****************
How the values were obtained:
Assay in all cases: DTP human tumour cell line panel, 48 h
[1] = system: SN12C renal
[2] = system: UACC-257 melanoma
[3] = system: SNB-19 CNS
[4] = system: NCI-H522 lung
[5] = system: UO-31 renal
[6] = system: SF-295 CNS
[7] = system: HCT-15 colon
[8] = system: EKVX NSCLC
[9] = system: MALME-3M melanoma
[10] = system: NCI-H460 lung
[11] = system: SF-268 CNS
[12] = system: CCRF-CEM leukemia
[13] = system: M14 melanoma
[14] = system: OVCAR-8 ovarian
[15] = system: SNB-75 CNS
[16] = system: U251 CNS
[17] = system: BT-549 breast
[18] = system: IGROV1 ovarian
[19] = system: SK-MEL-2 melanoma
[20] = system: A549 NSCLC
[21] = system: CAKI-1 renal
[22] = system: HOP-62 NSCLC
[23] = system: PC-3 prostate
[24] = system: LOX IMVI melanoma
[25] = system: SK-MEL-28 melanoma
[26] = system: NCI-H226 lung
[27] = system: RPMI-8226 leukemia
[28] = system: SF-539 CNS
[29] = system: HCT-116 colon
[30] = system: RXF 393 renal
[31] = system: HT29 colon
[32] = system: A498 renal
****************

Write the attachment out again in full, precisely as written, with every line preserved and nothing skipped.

How the values were obtained:
Assay in all cases: DTP human tumour cell line panel, 48 h
[1] = system: SN12C renal
[2] = system: UACC-257 melanoma
[3] = system: SNB-19 CNS
[4] = system: NCI-H522 lung
[5] = system: UO-31 renal
[6] = system: SF-295 CNS
[7] = system: HCT-15 colon
[8] = system: EKVX NSCLC
[9] = system: MALME-3M melanoma
[10] = system: NCI-H460 lung
[11] = system: SF-268 CNS
[12] = system: CCRF-CEM leukemia
[13] = system: M14 melanoma
[14] = system: OVCAR-8 ovarian
[15] = system: SNB-75 CNS
[16] = system: U251 CNS
[17] = system: BT-549 breast
[18] = system: IGROV1 ovarian
[19] = system: SK-MEL-2 melanoma
[20] = system: A549 NSCLC
[21] = system: CAKI-1 renal
[22] = system: HOP-62 NSCLC
[23] = system: PC-3 prostate
[24] = system: LOX IMVI melanoma
[25] = system: SK-MEL-28 melanoma
[26] = system: NCI-H226 lung
[27] = system: RPMI-8226 leukemia
[28] = system: SF-539 CNS
[29] = system: HCT-116 colon
[30] = system: RXF 393 renal
[31] = system: HT29 colon
[32] = system: A498 renal